Remember Citizens Band radio? The way it worked was that you pushed the transmit button on your radio and talked and when you were done, then you released the button and listened. Then supposedly the person with whom you were communicating would push his transmit button and talk. The key point here is that you had to take turns. This was a necessity because you were both using the same channel and that channel was "half duplex", a term in communication theory that means there's only one channel for both transmitting and receiving. Modern day cell phones are "full duplex". They use one channel to transmit and a different one to receive so you can talk and listen at the same time, more like normal face-to-face communication. So, is this full duplex an improvement or not? I contend that it depends on who you are communicating with. If you are talking to someone who is polite and waits for a pause to speak, it is probably an improvement but if they are a person who is so impatient that they can't wait to let you finish speaking (one that I describe as listening with their mouth) then full duplex is worse than half duplex.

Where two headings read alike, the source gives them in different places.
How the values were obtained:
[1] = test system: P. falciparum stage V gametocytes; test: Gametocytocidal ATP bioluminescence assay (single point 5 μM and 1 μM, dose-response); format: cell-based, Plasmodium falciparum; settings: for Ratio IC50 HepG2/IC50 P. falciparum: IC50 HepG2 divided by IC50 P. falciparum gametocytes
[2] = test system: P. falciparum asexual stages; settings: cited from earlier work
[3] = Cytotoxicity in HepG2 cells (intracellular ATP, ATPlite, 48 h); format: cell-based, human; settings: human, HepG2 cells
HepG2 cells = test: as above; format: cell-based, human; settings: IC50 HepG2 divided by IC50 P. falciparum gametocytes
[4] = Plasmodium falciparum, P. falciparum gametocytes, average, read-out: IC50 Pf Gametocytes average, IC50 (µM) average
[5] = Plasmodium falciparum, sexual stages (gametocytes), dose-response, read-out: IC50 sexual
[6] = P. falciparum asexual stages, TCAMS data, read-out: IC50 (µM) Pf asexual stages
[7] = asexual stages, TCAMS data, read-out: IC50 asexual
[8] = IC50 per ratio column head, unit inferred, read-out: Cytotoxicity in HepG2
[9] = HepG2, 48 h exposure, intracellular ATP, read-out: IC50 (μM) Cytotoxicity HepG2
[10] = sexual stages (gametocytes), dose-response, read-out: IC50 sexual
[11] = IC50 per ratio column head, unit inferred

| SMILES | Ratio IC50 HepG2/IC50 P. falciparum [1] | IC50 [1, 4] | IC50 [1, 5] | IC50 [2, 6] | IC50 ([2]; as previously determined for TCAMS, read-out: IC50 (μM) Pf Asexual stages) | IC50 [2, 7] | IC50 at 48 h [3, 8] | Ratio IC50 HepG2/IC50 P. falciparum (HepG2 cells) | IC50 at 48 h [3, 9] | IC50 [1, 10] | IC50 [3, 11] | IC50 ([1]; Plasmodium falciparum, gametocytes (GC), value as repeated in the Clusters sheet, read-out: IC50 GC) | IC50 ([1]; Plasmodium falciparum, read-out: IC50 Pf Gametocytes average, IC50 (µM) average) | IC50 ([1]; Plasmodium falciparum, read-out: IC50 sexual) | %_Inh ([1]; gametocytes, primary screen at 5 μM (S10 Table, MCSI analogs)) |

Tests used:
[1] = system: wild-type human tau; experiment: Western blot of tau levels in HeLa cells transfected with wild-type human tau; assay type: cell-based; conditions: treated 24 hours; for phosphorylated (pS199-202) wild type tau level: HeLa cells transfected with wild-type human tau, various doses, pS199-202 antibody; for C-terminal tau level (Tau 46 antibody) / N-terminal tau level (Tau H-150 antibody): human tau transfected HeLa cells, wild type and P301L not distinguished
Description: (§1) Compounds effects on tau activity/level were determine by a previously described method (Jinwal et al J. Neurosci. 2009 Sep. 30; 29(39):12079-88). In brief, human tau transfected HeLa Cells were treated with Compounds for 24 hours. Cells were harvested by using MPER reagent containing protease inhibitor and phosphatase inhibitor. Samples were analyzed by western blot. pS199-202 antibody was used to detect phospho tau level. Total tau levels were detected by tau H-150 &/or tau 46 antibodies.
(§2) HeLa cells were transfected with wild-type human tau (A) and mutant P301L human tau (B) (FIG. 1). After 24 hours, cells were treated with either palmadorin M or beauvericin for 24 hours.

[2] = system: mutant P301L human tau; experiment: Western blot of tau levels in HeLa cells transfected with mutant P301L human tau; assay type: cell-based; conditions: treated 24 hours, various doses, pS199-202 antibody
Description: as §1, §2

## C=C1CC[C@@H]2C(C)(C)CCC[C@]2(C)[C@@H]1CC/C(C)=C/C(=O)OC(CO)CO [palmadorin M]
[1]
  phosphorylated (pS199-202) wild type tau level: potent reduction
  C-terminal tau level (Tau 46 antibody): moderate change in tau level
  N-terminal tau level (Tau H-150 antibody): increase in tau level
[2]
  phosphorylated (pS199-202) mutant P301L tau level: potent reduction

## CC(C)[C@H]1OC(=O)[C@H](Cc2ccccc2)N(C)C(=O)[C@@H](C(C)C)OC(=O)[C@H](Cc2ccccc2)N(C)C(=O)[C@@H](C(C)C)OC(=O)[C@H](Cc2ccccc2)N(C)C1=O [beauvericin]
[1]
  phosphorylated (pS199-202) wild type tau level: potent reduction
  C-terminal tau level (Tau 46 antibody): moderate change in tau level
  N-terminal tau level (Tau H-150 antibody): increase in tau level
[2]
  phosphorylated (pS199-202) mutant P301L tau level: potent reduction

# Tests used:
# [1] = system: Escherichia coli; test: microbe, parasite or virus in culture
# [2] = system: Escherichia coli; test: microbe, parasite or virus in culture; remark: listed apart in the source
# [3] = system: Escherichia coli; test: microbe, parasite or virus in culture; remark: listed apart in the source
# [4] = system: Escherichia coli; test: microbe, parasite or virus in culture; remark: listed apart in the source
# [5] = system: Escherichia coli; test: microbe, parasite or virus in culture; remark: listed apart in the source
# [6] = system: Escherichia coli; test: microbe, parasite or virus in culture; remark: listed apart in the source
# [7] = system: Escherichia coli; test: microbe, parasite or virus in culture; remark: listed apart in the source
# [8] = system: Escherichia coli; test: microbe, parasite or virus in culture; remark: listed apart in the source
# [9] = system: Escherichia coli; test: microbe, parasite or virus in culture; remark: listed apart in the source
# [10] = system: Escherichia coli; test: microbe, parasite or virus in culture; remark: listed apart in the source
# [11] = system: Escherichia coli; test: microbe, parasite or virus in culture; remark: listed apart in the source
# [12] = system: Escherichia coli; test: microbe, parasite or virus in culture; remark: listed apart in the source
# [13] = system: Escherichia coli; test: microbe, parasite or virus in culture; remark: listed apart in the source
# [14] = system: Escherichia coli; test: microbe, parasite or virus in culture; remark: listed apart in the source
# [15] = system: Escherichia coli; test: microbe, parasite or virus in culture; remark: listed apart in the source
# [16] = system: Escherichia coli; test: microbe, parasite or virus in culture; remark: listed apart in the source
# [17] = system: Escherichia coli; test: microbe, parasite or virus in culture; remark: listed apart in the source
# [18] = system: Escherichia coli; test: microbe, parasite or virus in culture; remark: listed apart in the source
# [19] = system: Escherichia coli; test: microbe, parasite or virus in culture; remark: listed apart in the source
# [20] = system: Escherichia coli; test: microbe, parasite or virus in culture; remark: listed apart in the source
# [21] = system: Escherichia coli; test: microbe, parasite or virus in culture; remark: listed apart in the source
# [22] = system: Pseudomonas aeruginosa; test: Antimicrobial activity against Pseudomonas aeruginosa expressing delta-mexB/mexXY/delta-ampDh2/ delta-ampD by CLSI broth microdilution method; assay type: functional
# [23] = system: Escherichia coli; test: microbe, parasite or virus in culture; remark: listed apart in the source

In the early days of radio, one would use the word "over" to let the other person know when it was their turn to talk. Maybe we should start doing this again even on full duplex channels.
All this reminds me of the wonderful scheme used by many native tribes to maintain control during tribal or inter-tribal meetings. They used a small rounded stone called the "talking stone" and only when it was in your possession were you allowed to speak. Since there was only one talking stone, only one person at a time could speak. Today we're supposed to use Robert's Rules of Order.
Always try to remember not to listen with your mouth! Can anyone talk with their ears? I guess that means either you want to learn something or you don't have an opinion.